Lab Assignments

Lab 1: Exploring county-level election data

This assignment will be a multi-part lab where you work with county-level election data from the 2012 and 2016 election and demographic data from the Census. County Level election data comes from The Guardian and Townhall, scraped by Tony McGovern.

Lab 2: Developing Voter Targets

In today’s lab you will be acting as a campaign strategiest, developing vote targets for counties in California. In each part, you will be given a set of data that you will use to estimate the number of votes Clinton and Trump recieved in the 2016 Presidential Election. In each part, you will encounter a different set of counties with different types of available data. You will have to decide how you will develop vote targets given the set of data in each part, use what you know about voter participation, and the readings in lecture to help inform your logic.1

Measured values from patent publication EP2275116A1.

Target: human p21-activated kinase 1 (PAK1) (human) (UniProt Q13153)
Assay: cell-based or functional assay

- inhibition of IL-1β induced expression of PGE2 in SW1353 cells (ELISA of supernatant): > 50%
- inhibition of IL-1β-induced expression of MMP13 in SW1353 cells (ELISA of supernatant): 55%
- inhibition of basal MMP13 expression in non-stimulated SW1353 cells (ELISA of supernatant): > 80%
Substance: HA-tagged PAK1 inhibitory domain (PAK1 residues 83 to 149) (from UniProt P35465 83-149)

Lab 3: Social Media Data

In this lab, we will be working with data pulled directly from twitter. The most recent estimates show that Twitter alone has about 328 million active monthly users. Lucky for us, people tweet about everything! Although restaurant reviews and folks’ opinons about Game of Thrones probably doesn’t matter much for political scientists like us… We can use their opinions about candidates, and their policy preferences! In other words, it’s a really cheap, and quick way to collect contextual information about elections and public opinion. (Lab Developed w/ Stephanie DeMora)

Lab 4: CCES Data

Today, we will be working with real public opinion data from the 2016 Cooperative Congressional Election Study (CCES). The CCES is a 50,000+ national stratified sample survey that is fielded during two waves during election years and is extremely popular for political science research. This data is what you will be using in your final paper project. (Lab Developed w/ Stephanie DeMora)


  1. what is this shit ^